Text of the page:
What does bare bones planning look like for a 100 day trip around the world? How low can you go, so to speak, until you run into trouble? At the moment I’m only able to answer the first question. For those who follow me, you will sooner or later find out the answer to the second!
In the spirit of following my right brain over the course of the next 100 days, I have planned virtually nothing. I invite you to learn from my mistakes :). There are a few things, however, that I could not avoid planning before my departure date. Here are the bare bones I will be working with:
1) MONEY. You need it. Not as much as you’d think, but you do need some savings. Down the road I will dedicate a longer post to this topic.
2) PLANE TICKETS. With your budget in mind, compare airfare to see where and for how long your dollars and any award miles can take you. Decide whether it makes sense to buy a RTW ticket up front or purchase as you go. If you have miles and you’ve decided that you want to go to particular places on particular dates, book those flights ASAP to snag award seats while they are still available. For my RTW trip, I am purchasing tickets as I go (why I made that decision is a topic for a separate post), with the exception of three flights that I booked ahead of time with award miles.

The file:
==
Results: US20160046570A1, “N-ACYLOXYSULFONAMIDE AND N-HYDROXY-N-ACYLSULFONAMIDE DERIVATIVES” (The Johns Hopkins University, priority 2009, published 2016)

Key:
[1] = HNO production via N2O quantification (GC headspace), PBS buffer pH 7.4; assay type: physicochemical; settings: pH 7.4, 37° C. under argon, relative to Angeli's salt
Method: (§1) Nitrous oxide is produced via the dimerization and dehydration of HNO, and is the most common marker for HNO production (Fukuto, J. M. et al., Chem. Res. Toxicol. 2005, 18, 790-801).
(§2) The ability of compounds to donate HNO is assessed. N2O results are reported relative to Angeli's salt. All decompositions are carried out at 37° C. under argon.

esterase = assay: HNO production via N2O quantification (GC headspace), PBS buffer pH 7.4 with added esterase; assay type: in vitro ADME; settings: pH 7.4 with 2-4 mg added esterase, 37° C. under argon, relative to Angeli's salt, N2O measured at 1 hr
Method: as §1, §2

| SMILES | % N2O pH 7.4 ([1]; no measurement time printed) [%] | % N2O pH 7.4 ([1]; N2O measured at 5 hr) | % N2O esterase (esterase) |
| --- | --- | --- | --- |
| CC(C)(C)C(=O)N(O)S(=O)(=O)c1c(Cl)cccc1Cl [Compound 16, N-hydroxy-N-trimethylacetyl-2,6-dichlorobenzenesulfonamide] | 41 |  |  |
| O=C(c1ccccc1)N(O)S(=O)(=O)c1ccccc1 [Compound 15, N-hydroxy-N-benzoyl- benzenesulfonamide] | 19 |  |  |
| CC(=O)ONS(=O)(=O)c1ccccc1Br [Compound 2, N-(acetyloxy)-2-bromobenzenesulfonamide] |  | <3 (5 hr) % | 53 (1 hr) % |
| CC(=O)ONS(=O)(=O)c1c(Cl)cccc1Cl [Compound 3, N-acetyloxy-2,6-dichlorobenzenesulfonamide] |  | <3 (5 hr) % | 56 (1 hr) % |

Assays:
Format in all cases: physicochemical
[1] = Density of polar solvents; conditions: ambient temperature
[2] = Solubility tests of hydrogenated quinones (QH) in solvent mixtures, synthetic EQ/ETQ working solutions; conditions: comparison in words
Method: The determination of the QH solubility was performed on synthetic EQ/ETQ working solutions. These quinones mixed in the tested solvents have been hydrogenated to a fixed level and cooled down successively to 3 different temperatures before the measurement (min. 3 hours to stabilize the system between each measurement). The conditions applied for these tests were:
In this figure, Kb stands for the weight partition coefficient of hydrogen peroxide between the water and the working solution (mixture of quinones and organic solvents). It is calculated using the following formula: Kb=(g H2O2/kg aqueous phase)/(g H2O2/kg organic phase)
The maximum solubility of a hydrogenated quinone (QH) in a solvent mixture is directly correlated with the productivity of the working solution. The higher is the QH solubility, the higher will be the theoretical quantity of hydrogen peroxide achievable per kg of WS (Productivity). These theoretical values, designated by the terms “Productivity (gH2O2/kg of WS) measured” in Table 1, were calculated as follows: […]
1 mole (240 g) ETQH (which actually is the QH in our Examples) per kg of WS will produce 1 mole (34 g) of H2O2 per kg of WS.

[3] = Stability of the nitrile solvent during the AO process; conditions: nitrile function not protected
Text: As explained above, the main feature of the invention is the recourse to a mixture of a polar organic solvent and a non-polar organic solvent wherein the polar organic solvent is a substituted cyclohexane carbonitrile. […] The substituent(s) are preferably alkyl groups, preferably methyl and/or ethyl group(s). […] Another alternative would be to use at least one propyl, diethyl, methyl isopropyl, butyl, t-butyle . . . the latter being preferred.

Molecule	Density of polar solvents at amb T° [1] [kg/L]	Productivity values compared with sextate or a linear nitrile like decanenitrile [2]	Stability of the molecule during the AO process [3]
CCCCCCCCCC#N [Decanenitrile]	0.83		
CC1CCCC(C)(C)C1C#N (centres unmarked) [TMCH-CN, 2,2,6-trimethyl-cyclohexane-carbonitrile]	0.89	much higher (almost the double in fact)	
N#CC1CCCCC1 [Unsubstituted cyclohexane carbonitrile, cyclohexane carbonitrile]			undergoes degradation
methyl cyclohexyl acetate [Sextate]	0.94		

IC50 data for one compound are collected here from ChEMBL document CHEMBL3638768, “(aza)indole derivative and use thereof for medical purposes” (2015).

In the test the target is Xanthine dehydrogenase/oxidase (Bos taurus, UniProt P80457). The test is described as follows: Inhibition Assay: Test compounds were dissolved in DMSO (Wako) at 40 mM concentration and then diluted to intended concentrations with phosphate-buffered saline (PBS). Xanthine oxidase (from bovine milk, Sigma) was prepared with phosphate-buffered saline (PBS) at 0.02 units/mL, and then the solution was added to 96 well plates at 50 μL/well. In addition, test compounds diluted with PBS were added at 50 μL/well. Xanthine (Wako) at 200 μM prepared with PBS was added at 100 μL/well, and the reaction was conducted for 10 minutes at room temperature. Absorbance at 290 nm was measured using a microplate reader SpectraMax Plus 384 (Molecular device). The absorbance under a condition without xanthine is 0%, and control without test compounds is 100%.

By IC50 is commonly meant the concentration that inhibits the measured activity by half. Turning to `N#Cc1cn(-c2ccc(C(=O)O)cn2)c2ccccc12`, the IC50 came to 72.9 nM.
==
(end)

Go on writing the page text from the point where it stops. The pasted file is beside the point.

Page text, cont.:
3) GEAR. Depending on the general route you’ve dreamed up, make sure you bring any gear with you that you think you won’t be able to find or afford on the road. A few tips for packing light: stick to a particular theme and/or hemisphere for your trip. Climbing mountains while also surfing around the world makes for a heavy pack! If you travel to both the northern and southern hemispheres you will have to pack both swimsuits/flip flops and parkas/heavy boots. That said, if you have more money to throw around, or decide to go into more debt, you can buy gear as you go and give it away when you no longer need it. The items I’ve purchased for this trip are a backpack, camera, and an ipad (another topic for another post).
4) TRAVEL INSURANCE. Back in the day, I was notoriously good at the board game of Life until the moment a fire burned down my property (which was virtually every time) because I never wanted to spend money on insurance. Between Life and my tendency on the Oregon Trail to drown in river crossings, I’ve learned that tempting fate usually doesn’t work out so well for me. And so, travel insurance made this list. When purchasing travel insurance, do you homework on whether it covers the types of activities you’ll be participating in. For me, World Nomads (the only travel insurance recommended by Lonely Planet for whatever that’s worth) made sense given my activities and budget.
5) VISAS. Research which countries require them. This visa mapper provides an easy map that shows which countries require visas based on your nationality. You can get visas by either mailing in a copy of your passport with the appropriate application to your embassy (or going in person of course) or, for some countries, you can pay online for an approval letter from the host country. Bring this approval letter and two passport photos with you when you get on the plane. Upon arrival in the host country’s airport you can collect your visa. Note that for the latter option you must actually fly into the country; it doesn’t work for overland travel.
And those are the Bare Bones folks! Feel free to add to the list!
T minus two days until I depart. Stay tuned to find out my first stop :).
Thank you for the bare bones! Short and sweet list – covers the most important grounds. Happy travels!
Good to hear, thank you!